Justice Opens Lead Over Manchin In WV Senate Race Poll

A recent poll has shown West Virginia Gov. Jim Justice (R) surging ahead of Sen. Joe Manchin (D-WV) by 13 percentage points in the 2024 race for the U.S. Senate seat up for grabs in the Mountain State. This development offers a snapshot of the state’s shifting political landscape and the broader national scene.

According to the poll conducted by Emerson College, if the election were held today, Justice would claim victory with 41% of the vote against Manchin’s 28%. While this margin seems significant, a closer look reveals that 16% of voters are still undecided, and another 15% have voiced their intention to cast ballots for another candidate.

But the plot thickens. The same poll pitched Senator Manchin against Rep. Alex Mooney (R-WV), suggesting a closer race. Manchin also took the lead in this matchup with 37% compared to Mooney’s 31%. It’s evident that the changing winds of West Virginia’s political atmosphere don’t necessarily favor one party over the other but rather specific candidates.

Spencer Kimball, Emerson College Polling’s executive director, provided insight into this shift, attributing it to the state’s independent voters. In the race between Manchin and Justice, he noted, “Independents are breaking for Justice, 43% to 18%.” Yet, against Mooney, independents stand evenly divided at 32% for each candidate.

Governor Justice’s approval rating sheds light on this advantage. Boasting a 40% approval among West Virginians, with only 26% disapproving, Justice appears to be resonating with his constituency. The figures also reveal bipartisan support for Justice, as approximately 50% of Republican voters, 34% of Democrats, and 35% of independent voters approve of his governorship.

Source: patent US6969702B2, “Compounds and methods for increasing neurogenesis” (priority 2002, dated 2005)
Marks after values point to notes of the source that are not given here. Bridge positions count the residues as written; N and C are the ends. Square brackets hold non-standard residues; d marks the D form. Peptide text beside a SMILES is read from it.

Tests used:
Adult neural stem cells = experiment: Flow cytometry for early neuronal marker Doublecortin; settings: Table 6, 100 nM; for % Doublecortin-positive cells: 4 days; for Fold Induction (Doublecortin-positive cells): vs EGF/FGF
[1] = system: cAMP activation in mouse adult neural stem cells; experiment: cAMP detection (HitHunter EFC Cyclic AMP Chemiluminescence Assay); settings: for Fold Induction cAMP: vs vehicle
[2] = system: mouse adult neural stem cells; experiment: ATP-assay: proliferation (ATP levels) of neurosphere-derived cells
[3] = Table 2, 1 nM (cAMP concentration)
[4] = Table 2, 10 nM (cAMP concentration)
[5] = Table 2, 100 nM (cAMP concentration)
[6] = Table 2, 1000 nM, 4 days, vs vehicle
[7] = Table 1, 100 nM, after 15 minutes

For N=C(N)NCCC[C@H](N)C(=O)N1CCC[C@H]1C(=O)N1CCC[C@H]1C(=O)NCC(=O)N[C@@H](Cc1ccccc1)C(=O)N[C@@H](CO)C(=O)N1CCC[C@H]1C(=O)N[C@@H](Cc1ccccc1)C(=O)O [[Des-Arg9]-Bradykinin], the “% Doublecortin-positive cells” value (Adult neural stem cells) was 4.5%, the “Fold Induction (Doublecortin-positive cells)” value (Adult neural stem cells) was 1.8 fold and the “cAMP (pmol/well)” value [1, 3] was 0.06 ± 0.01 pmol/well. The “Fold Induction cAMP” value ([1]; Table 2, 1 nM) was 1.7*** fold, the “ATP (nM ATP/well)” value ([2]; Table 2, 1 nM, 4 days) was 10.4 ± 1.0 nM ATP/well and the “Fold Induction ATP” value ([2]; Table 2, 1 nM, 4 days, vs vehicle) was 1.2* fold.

Here is an ad being run by the Justice Senate campaign:

In contrast, Joe Biden’s numbers in West Virginia are staggeringly low, with a 19% approval rate and a whopping 71% disapproval. Whether that sentiment impacts Manchin’s prospects remains to be seen. Still, the association with a failing Democratic president certainly doesn’t help.

Most of West Virginia’s electorate remains skeptical about the 2020 presidential election results. The survey found that 51% believe President Donald Trump should have won, while only 25% are convinced of Biden’s legitimate victory. This sentiment is only strengthened by Trump not losing a single county in West Virginia during the 2020 election. The 45th President remains popular in the state, leading Biden 59% to 23% in a hypothetical 2024 presidential election matchup.

The stakes are high for Manchin, a longstanding political figure in the state who has repeatedly emphasized his dedication to West Virginians. “I am laser-focused on doing the job West Virginians elected me to do,” he asserted, signaling his confidence in an upcoming race, “I will win any race I enter.”

Manchin’s recent mulling over leaving the Democratic Party, expressing dissatisfaction with the national party’s image, further complicates the electoral landscape. “In West Virginia, the D brand, because it’s the national brand. It’s not the Democrats in West Virginia, it’s the Democrats in Washington,” he noted during a recent radio interview.

As the 2024 Senate race draws nearer, the shifting political tides in West Virginia will undoubtedly capture national attention. The contest, set against a backdrop of broader national issues and sentiments, might be a bellwether for the country’s political future.